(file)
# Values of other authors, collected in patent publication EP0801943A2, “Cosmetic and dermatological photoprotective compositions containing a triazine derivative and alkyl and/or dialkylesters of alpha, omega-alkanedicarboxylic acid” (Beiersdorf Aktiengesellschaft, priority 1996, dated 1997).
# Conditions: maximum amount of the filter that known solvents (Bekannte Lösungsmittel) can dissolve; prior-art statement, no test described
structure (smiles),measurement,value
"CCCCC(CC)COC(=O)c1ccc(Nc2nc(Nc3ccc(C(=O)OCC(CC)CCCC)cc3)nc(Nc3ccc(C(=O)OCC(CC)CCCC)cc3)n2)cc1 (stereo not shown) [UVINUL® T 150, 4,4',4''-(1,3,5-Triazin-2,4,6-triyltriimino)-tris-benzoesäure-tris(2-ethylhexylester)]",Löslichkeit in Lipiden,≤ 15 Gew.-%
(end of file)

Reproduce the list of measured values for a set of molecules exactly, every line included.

# Values of other authors, collected in patent publication EP0801943A2, “Cosmetic and dermatological photoprotective compositions containing a triazine derivative and alkyl and/or dialkylesters of alpha, omega-alkanedicarboxylic acid” (Beiersdorf Aktiengesellschaft, priority 1996, dated 1997).
# Conditions: maximum amount of the filter that known solvents (Bekannte Lösungsmittel) can dissolve; prior-art statement, no test described
structure (smiles),measurement,value
"CCCCC(CC)COC(=O)c1ccc(Nc2nc(Nc3ccc(C(=O)OCC(CC)CCCC)cc3)nc(Nc3ccc(C(=O)OCC(CC)CCCC)cc3)n2)cc1 (stereo not shown) [UVINUL® T 150, 4,4',4''-(1,3,5-Triazin-2,4,6-triyltriimino)-tris-benzoesäure-tris(2-ethylhexylester)]",Löslichkeit in Lipiden,≤ 15 Gew.-%